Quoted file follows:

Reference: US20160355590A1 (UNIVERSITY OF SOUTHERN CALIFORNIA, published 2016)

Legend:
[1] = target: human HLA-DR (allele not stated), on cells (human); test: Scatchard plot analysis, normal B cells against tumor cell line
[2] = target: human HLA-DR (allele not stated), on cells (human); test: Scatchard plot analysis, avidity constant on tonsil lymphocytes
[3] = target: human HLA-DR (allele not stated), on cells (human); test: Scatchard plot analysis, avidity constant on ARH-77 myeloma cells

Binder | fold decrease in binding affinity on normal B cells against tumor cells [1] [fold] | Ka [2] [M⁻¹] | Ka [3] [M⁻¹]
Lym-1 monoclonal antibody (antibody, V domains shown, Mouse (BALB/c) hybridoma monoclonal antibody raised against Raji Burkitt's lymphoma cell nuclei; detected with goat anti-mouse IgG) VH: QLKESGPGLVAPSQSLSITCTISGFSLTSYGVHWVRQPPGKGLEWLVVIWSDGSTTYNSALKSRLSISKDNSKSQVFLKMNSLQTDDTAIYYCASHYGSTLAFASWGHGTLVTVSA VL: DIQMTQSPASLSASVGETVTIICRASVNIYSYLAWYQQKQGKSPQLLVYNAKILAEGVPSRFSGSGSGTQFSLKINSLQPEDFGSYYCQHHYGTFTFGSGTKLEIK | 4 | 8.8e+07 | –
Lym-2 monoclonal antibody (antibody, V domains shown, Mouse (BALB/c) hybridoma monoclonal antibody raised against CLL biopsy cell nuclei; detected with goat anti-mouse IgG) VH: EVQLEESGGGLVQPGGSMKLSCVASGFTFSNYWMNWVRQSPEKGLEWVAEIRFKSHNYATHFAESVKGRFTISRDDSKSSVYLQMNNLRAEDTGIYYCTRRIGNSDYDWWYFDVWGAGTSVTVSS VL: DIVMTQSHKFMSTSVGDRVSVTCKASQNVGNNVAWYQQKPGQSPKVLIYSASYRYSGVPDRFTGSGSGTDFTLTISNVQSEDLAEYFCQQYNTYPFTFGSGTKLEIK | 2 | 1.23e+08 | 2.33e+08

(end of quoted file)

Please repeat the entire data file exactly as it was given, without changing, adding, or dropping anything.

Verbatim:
Reference: US20160355590A1 (UNIVERSITY OF SOUTHERN CALIFORNIA, published 2016)

Legend:
[1] = target: human HLA-DR (allele not stated), on cells (human); test: Scatchard plot analysis, normal B cells against tumor cell line
[2] = target: human HLA-DR (allele not stated), on cells (human); test: Scatchard plot analysis, avidity constant on tonsil lymphocytes
[3] = target: human HLA-DR (allele not stated), on cells (human); test: Scatchard plot analysis, avidity constant on ARH-77 myeloma cells

Binder | fold decrease in binding affinity on normal B cells against tumor cells [1] [fold] | Ka [2] [M⁻¹] | Ka [3] [M⁻¹]
Lym-1 monoclonal antibody (antibody, V domains shown, Mouse (BALB/c) hybridoma monoclonal antibody raised against Raji Burkitt's lymphoma cell nuclei; detected with goat anti-mouse IgG) VH: QLKESGPGLVAPSQSLSITCTISGFSLTSYGVHWVRQPPGKGLEWLVVIWSDGSTTYNSALKSRLSISKDNSKSQVFLKMNSLQTDDTAIYYCASHYGSTLAFASWGHGTLVTVSA VL: DIQMTQSPASLSASVGETVTIICRASVNIYSYLAWYQQKQGKSPQLLVYNAKILAEGVPSRFSGSGSGTQFSLKINSLQPEDFGSYYCQHHYGTFTFGSGTKLEIK | 4 | 8.8e+07 | –
Lym-2 monoclonal antibody (antibody, V domains shown, Mouse (BALB/c) hybridoma monoclonal antibody raised against CLL biopsy cell nuclei; detected with goat anti-mouse IgG) VH: EVQLEESGGGLVQPGGSMKLSCVASGFTFSNYWMNWVRQSPEKGLEWVAEIRFKSHNYATHFAESVKGRFTISRDDSKSSVYLQMNNLRAEDTGIYYCTRRIGNSDYDWWYFDVWGAGTSVTVSS VL: DIVMTQSHKFMSTSVGDRVSVTCKASQNVGNNVAWYQQKPGQSPKVLIYSASYRYSGVPDRFTGSGSGTDFTLTISNVQSEDLAEYFCQQYNTYPFTFGSGTKLEIK | 2 | 1.23e+08 | 2.33e+08